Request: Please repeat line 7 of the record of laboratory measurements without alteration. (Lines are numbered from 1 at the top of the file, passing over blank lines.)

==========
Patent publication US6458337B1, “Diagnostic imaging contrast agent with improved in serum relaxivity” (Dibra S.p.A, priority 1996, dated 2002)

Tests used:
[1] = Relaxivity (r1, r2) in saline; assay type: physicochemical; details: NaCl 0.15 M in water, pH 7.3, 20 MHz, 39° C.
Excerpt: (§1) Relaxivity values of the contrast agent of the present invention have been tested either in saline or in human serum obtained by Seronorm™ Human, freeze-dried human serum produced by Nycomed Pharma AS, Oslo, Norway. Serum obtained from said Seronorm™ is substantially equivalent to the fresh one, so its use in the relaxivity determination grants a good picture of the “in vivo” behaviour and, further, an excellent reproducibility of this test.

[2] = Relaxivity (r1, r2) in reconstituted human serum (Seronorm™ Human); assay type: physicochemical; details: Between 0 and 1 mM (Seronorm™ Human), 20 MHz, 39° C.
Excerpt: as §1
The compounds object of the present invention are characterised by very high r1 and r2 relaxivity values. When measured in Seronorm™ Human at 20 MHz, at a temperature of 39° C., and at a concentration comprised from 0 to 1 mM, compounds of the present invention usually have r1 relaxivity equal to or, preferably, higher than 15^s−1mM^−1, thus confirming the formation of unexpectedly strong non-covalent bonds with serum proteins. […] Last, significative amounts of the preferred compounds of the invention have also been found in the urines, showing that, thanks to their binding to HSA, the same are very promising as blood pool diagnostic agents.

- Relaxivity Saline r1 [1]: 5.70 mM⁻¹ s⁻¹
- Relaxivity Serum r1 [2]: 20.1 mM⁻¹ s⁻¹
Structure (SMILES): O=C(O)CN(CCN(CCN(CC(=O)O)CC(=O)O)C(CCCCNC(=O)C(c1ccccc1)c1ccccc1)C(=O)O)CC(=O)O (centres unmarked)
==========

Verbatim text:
The compounds object of the present invention are characterised by very high r1 and r2 relaxivity values. When measured in Seronorm™ Human at 20 MHz, at a temperature of 39° C., and at a concentration comprised from 0 to 1 mM, compounds of the present invention usually have r1 relaxivity equal to or, preferably, higher than 15^s−1mM^−1, thus confirming the formation of unexpectedly strong non-covalent bonds with serum proteins. […] Last, significative amounts of the preferred compounds of the invention have also been found in the urines, showing that, thanks to their binding to HSA, the same are very promising as blood pool diagnostic agents.